Charity (or tzedakah, if you prefer) is as December a phenomenon as Hanukkah, Christmas and (since 1966) Kwanzaa. The reason is not the jollity of the season so much as it is the imminent end of the calendar year and the tax-deductibility of charitable contributions. And perhaps, as well, our heightened awareness, in the dead of winter, of the needs of others less snug than we.
This December, in the midst of awful financial crisis, those needs have ballooned. Growing unemployment and increasing home foreclosures leave gaps, and sometimes chasms, in the most basic needs of people — food, shelter, health care. At the same time, corporate charity will likely be substantially less generous as corporate profits tumble, foundations will have less to give because their endowments have taken such a beating, state and local governments will have to cut social services as tax revenues decline.
The need: Geoffrey Canada, the charismatic social entrepreneur who is president of the Harlem Children’s Zone in New York City, likens the social service crisis in New York to the impact of Hurricane Katrina on New Orleans. In Massachusetts, which last year was forced to house 27 homeless families in undesirable motels — far from schools, from grocery stores, from public transportation — this year the number of such families has increased more than twenty-fold, to 570.
A couple of weeks ago, I attended a board meeting of Mazon: A Jewish Response to Hunger, where we pondered how to assess what we’d be able to disburse in our grant-making next year. Last year, our grant-making amounted to nearly $5.5 million. This year, who knows? Yet many first responders to the problem of hunger depend on Mazon grants, and there have been huge increases in demand faced by the agencies we support. Visits to local food pantries are already up by 20% to 100% over the past six months. Food stamps? To qualify for the food stamp program, recipients must have an income of less than $27,564 for a family of four. The benefits average $109.93 a month per person. Do the math, compare it to your own budget for food. What to do? How to plan? (Disclosure: I founded Mazon some $50 million in grants ago, and continue proudly to serve on its board of directors.)
This is not meant as a plug for Mazon in particular, or even for targeting your response to the crisis in food, whether here in America or, more dramatically, around much of the world. It is meant as a reminder of the fierce urgency of now.
So here is my proposal: Those of us who can — and, as you will see, I believe that includes most of us — must this year increase our charitable giving.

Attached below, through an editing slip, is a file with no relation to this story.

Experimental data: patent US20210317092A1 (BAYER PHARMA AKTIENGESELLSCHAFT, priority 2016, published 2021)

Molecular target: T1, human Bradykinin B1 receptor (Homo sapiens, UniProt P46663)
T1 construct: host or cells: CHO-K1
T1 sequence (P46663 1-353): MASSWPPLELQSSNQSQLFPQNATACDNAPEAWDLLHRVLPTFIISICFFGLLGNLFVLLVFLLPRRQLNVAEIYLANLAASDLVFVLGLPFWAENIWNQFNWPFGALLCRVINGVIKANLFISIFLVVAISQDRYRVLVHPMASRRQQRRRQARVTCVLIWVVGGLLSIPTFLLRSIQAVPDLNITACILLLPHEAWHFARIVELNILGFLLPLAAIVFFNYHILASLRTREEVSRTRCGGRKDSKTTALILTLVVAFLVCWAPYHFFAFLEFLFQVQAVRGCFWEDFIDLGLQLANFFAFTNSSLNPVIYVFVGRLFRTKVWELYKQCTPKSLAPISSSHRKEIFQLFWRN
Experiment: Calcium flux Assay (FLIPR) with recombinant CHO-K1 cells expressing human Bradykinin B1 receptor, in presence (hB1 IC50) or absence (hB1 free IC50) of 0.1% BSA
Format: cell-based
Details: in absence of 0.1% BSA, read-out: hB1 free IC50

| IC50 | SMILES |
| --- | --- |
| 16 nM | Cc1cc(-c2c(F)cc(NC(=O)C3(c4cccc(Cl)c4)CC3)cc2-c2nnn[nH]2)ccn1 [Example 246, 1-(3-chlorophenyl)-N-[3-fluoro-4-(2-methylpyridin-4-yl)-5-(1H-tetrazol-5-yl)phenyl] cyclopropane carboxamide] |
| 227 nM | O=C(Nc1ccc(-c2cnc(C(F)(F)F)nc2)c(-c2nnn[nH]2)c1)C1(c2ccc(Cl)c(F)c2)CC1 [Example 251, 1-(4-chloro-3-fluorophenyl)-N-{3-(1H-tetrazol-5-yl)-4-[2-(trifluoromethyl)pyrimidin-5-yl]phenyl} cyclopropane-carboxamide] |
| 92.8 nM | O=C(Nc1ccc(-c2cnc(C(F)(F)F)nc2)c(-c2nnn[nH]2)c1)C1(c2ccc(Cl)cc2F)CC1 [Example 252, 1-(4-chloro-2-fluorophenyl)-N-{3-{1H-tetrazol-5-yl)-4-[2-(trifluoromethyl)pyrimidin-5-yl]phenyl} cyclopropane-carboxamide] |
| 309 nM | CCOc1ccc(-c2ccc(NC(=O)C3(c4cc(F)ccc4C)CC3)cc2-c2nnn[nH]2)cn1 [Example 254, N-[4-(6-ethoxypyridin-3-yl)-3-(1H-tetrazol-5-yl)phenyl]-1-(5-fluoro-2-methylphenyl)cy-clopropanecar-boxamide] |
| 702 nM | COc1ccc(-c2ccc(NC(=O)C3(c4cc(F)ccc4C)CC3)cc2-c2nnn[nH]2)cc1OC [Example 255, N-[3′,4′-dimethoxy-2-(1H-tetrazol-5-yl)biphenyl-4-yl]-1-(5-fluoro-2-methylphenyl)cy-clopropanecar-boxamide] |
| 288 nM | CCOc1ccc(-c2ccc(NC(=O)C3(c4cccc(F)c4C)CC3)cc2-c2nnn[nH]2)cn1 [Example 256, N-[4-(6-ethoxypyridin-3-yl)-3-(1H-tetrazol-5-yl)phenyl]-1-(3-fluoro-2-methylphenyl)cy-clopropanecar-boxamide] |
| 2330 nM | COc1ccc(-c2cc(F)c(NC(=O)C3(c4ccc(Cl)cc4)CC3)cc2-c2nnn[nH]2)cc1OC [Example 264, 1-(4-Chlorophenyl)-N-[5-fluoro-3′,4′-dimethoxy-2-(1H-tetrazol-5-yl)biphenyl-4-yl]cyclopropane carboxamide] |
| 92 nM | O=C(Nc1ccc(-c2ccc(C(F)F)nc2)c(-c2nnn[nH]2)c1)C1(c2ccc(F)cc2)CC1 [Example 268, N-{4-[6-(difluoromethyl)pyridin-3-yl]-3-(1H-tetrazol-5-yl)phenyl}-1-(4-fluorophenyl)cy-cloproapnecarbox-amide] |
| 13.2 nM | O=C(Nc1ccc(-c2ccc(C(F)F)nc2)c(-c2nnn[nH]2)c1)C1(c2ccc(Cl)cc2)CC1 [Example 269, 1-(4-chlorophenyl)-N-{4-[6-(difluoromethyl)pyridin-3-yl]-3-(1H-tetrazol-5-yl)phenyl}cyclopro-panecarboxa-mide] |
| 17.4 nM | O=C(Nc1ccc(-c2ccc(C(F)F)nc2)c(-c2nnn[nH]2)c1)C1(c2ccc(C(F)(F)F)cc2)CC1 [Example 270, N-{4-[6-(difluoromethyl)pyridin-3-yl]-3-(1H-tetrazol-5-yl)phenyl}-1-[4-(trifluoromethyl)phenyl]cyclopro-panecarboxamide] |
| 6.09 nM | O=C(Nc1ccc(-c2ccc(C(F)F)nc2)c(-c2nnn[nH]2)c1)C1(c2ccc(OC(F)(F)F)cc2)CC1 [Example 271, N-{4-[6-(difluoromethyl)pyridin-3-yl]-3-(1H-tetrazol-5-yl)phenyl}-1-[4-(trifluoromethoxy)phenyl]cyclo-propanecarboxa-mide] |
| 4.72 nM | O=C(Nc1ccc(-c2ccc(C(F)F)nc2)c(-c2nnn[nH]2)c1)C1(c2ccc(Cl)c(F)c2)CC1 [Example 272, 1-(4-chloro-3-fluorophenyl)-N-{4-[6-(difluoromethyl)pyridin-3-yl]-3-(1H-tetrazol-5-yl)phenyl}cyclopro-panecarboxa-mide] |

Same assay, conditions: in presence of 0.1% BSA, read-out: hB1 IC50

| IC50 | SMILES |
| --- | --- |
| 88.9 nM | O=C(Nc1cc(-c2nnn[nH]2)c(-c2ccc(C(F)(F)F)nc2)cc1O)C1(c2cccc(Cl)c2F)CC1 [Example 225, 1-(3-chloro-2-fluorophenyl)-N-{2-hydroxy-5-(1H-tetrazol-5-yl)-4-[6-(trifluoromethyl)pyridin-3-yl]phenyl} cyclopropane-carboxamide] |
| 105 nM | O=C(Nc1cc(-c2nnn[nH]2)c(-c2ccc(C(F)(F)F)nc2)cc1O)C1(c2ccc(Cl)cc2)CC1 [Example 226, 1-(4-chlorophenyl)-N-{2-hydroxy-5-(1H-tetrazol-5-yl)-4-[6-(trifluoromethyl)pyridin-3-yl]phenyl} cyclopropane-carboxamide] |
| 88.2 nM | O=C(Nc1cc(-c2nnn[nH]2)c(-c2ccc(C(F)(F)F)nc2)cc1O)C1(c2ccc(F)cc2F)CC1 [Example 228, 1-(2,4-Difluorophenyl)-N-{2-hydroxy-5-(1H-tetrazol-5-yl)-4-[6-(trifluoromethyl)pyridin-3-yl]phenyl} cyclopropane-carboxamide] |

I realize that with all the economic and financial stress that there’s almost no one who hasn’t experienced losses this year. But: Unless personal circumstances render us truly strapped, strapped beyond having suffered paper losses, this is exactly the wrong time to cut back. Instead, it is a time to review our contributions of last year, to select from among them the most compelling, and to do what we can to help make up for the certain losses they will experience in government and foundation support as well as from donors too preoccupied with the recession to focus on the awesome and urgent needs of millions of people.
Consider: The Jewish United Fund/Jewish Federation of Metropolitan Chicago has just provided $93,000 in immediate food, rent and utility assistance to aid the escalating number of people seeking help from its agencies. That’s just a down payment; much, much more will be needed. The largest portion of the initial allocation will go to services providing short-term rent or utility assistance, one-time emergency payments and other types of financial assistance. (Jewish Child & Family Services in Chicago has already received more requests for financial assistance in the first nine months of 2008 than in all of 2007.) The stories of need and of response from all around the country are essentially the same.
There are special needs, as well. The Union for Reform Judaism has launched a campaign entitled “Nothing But Nets,” an effort to provide insecticide-treated bed nets to the impoverished in Africa. Such bed nets, which cost $10 each, are the surest defense against malaria, which is spread by mosquitoes and which in 2006 killed 881,000 people, most of them children younger than 5 in sub-Saharan Africa.
The Nakivale refugee camp in Uganda, “home” to some 18,000 people, including growing numbers of Congolese refugees, is infested with mosquitoes, so malaria is easily spread — but the refugees can’t afford mosquito nets and bedding. The Reform movement campaign plans to provide every person in the Nakivale camp a proper bed net, and then to move on to other locations. It has set a goal of $500,000, enough to distribute 50,000 nets. Why not make a point, during Hanukkah, of gathering the family just after the candle-lighting to make an online contribution to Nothing But Nets? Just click on to www.urj.org/nets and send $10 — or, better yet, $18. (It can be such a compelling ritual that you might want to send $10 a night on each of the eight nights.) The kids at Nakivale can’t wait until the recession’s over and things are back to “normal.”
You don’t have to be Bill Gates, who’s putting $169 million into the effort to find an anti-malaria vaccine, or even Ted Turner, who’s giving $2 million to beat malaria. All you have to be is a mensch.
It’s not easy, I know. I actually was trying to figure out where I could cut my giving this year before I realized that I’d rather gamble with my future solvency than with other people’s lives. There is a reason, after all, we do not call it charity but tzedakah — righteousness.